Walker Technical – According to its website, “Walker produces electronic tonal enhancement equipment and speaker products, used by a large network of organ builders and dealers throughout North America.” The Walker website does not indicate whether it, its suppliers of assemblies, or the organ builders to which it supplies digital tonal additions, are responsible for long-term product support.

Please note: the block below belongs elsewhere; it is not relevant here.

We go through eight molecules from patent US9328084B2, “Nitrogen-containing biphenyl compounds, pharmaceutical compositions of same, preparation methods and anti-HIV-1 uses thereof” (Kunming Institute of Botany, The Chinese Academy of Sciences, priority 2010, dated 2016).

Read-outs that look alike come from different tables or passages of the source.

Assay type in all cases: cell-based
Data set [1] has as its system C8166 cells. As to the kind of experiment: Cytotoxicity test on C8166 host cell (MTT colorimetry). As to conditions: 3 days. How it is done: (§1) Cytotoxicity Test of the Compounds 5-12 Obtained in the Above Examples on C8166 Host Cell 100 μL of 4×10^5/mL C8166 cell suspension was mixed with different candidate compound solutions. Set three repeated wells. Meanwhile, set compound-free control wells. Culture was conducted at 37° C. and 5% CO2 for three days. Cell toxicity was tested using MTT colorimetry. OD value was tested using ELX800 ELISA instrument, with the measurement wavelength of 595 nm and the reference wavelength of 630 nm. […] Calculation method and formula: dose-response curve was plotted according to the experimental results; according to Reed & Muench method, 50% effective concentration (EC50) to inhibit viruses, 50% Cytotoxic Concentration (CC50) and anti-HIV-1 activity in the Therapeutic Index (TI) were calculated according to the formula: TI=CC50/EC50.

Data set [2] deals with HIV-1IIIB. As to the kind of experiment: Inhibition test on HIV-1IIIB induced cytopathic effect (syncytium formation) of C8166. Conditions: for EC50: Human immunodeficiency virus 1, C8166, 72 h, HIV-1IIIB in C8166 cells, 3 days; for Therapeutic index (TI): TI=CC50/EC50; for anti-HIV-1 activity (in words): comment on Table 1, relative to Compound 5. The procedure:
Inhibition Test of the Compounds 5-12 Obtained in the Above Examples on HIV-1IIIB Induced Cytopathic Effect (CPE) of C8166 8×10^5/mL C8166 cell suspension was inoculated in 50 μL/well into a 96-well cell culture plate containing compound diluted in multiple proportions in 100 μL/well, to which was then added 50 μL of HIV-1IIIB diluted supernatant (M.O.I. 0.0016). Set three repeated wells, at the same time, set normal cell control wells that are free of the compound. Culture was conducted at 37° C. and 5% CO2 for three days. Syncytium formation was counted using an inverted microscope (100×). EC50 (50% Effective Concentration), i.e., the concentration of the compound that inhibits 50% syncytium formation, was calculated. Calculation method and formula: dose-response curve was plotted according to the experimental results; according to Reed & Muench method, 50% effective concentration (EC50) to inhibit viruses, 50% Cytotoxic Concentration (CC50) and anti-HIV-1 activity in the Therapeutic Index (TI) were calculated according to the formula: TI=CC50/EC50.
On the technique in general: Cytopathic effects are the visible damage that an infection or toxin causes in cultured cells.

Hauptwerk Organs – Hauptwerk is software that enables a PC to produce organ sounds. This approach, however, requires significantly more hardware to create a complete, functioning organ, as reviewed in the article (See article: Requirements for a PC-Based “Virtual” Organ). A handful of other Micro Assemblers offer organs based on PC-based tone generation. These include Noorlander (Holland), VPO (USA) (now defunct), Martin (USA) (See article: New Virtual Organ Replaced) Marshall & Ogletree (USA), and others. Information comparing PC-based and dedicated organ tone generation solution is included in the article “Wet” Samples Versus Pure Pipe Samples.